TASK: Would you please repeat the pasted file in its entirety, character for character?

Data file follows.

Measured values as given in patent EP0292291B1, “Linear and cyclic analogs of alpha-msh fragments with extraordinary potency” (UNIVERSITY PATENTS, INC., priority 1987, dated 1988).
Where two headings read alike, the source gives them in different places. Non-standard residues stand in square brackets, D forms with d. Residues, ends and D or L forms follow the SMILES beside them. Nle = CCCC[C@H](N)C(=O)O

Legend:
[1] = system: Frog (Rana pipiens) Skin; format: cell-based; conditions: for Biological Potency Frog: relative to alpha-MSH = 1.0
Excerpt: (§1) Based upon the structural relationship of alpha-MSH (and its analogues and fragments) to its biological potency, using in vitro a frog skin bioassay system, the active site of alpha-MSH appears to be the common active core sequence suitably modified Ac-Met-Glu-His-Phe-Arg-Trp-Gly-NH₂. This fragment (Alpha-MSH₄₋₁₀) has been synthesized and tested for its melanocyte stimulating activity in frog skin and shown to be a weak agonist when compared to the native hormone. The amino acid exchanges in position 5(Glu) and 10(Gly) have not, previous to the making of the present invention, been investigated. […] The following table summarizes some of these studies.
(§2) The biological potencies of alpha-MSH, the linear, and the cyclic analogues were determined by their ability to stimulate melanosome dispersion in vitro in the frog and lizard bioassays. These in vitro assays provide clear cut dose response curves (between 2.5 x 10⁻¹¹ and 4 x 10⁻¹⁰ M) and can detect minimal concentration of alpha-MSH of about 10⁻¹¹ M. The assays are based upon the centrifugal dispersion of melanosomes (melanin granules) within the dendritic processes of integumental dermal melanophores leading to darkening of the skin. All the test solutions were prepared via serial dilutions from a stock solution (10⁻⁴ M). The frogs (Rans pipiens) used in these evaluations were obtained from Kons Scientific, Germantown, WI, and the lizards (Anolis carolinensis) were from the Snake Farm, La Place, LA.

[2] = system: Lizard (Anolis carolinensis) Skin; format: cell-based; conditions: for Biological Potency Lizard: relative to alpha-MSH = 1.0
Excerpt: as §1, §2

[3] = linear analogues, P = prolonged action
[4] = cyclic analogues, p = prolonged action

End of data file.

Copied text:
Measured values as given in patent EP0292291B1, “Linear and cyclic analogs of alpha-msh fragments with extraordinary potency” (UNIVERSITY PATENTS, INC., priority 1987, dated 1988).
Where two headings read alike, the source gives them in different places. Non-standard residues stand in square brackets, D forms with d. Residues, ends and D or L forms follow the SMILES beside them. Nle = CCCC[C@H](N)C(=O)O

Legend:
[1] = system: Frog (Rana pipiens) Skin; format: cell-based; conditions: for Biological Potency Frog: relative to alpha-MSH = 1.0
Excerpt: (§1) Based upon the structural relationship of alpha-MSH (and its analogues and fragments) to its biological potency, using in vitro a frog skin bioassay system, the active site of alpha-MSH appears to be the common active core sequence suitably modified Ac-Met-Glu-His-Phe-Arg-Trp-Gly-NH₂. This fragment (Alpha-MSH₄₋₁₀) has been synthesized and tested for its melanocyte stimulating activity in frog skin and shown to be a weak agonist when compared to the native hormone. The amino acid exchanges in position 5(Glu) and 10(Gly) have not, previous to the making of the present invention, been investigated. […] The following table summarizes some of these studies.
(§2) The biological potencies of alpha-MSH, the linear, and the cyclic analogues were determined by their ability to stimulate melanosome dispersion in vitro in the frog and lizard bioassays. These in vitro assays provide clear cut dose response curves (between 2.5 x 10⁻¹¹ and 4 x 10⁻¹⁰ M) and can detect minimal concentration of alpha-MSH of about 10⁻¹¹ M. The assays are based upon the centrifugal dispersion of melanosomes (melanin granules) within the dendritic processes of integumental dermal melanophores leading to darkening of the skin. All the test solutions were prepared via serial dilutions from a stock solution (10⁻⁴ M). The frogs (Rans pipiens) used in these evaluations were obtained from Kons Scientific, Germantown, WI, and the lizards (Anolis carolinensis) were from the Snake Farm, La Place, LA.

[2] = system: Lizard (Anolis carolinensis) Skin; format: cell-based; conditions: for Biological Potency Lizard: relative to alpha-MSH = 1.0
Excerpt: as §1, §2

[3] = linear analogues, P = prolonged action
[4] = cyclic analogues, p = prolonged action